Going Beyond Assumptions
Researching the Health of Women with Disabilities
Margaret A. Nosek, Ph.D.
Professor, Department of PM&R
Baylor College of Medicine
[link to PowerPoint show]
1. Students will be able to describe the characteristics and magnitude of the population of women with disabilities.
2. Students will recognize ungrounded assumptions about women with disabilities as participants in research studies and as consumers of health care.
3. Students will be able to name three critical health issues facing women with disabilities above and beyond those health issues all women face.
4. Students will be able to name three ways they can modify their research to be more inclusive of women with disabilities.
I. Importance of the problem
II. Common ungrounded assumptions about research and women with disabilities
a. They will contaminate the integrity of the sample.
b. If they can't access the facility or necessary equipment, they can be excluded.
c. If its true for disabled men, its true for disabled women.
d. Sexuality is not a concern for disabled women.
e. Childbirth is not a concern for disabled women.
f. Aging is the same for women with and without disabilities.
g. Girls with disabilities have the same physical, psychological, and social development patterns as girls in general.
h. Women with disabilities need to see disability-related specialists for their primary care.
i. Women with disabilities do not need clinical breast exams or mammograms.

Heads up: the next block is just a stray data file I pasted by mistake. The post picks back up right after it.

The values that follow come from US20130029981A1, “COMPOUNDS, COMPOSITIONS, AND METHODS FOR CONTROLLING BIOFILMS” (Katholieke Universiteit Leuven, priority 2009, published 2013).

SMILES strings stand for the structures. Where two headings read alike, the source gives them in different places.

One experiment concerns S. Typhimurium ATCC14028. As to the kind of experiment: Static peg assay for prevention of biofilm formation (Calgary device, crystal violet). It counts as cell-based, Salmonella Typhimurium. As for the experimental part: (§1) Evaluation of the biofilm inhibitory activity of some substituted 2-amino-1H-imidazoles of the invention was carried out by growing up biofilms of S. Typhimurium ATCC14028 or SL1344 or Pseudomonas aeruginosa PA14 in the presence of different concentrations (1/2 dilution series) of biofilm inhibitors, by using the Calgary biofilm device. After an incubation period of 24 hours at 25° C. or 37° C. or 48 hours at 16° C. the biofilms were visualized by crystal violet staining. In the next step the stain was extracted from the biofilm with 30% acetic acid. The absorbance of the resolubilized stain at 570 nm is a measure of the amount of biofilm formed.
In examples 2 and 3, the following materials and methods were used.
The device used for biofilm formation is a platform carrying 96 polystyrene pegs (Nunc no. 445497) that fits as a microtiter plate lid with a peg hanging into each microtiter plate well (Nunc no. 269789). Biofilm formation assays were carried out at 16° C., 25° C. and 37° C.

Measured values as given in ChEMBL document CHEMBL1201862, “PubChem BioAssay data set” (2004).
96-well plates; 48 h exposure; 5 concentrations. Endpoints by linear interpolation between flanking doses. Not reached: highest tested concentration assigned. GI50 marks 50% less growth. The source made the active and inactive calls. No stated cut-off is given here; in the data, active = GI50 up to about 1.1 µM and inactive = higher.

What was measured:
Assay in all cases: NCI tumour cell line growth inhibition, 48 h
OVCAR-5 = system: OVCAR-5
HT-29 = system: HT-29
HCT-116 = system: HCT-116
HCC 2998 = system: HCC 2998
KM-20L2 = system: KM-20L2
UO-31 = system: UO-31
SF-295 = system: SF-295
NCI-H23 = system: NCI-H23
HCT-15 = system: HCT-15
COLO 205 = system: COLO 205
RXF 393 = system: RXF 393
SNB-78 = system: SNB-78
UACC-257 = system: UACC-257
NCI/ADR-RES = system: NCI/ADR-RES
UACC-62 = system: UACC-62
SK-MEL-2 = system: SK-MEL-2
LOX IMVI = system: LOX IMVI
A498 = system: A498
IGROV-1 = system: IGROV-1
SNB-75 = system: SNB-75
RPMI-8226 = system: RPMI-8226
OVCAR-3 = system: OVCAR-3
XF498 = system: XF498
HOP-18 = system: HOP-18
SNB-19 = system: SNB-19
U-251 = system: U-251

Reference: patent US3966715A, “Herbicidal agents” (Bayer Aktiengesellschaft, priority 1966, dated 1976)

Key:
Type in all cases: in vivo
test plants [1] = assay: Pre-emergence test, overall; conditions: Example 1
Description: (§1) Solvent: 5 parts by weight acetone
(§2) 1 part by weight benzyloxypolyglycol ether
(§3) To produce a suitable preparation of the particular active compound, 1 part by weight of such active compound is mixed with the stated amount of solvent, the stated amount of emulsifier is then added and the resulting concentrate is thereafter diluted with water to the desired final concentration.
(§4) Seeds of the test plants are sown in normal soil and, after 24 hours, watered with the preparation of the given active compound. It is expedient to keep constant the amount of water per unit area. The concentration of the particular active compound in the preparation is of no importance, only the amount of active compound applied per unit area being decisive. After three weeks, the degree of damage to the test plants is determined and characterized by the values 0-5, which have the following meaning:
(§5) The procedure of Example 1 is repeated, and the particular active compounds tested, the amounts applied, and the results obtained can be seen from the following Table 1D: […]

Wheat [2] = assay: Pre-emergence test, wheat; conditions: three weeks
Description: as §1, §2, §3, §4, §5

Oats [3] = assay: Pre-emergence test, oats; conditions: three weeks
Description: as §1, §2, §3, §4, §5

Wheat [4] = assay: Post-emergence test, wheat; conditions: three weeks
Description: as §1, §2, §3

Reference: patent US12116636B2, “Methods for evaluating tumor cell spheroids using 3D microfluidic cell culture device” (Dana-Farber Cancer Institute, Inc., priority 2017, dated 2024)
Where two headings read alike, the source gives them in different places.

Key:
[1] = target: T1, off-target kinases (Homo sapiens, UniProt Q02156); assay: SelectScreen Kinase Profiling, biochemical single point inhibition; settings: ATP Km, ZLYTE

j. Women with disabilities receive government income support and health coverage.
k. Women with disabilities would not be able to understand the informed consent process.
III. Key health issues for women with disabilities
a. Information about disability and women's health, "secondary conditions"
b. Access to health insurance
c. Access to health care services
d. Health maintenance services
e. Reproductive health
f. Psychological health
g. Social health
i. Effect of demographic and environmental factors
IV. Techniques for making research inclusive of women with disabilities
a. When examining disability or rehabilitation topics, be sure to test for gender effects.
b. Remove unnecessary enrollment criteria that would exclude or tend to exclude women with disabling conditions, such as:
Limiting age to under 65
Conducting exams in inaccessible facilities, re architecture and equipment (e.g. scales, exercise equipment)
Requiring telephone response to questions
Requiring attendance at a clinic or event
Using procedures that require manual dexterity or mobility when these are not essential for the phenomenon under investigation (e.g. minimum competency screens)
c. During recruitment, take special measures to ensure that announcements reach minority, low income, low education, and sensory impaired women.
d. Set the parameters for your study carefully and state exclusion criteria in all publications of findings.
e. Advance the careers of researchers who are women with disabilities.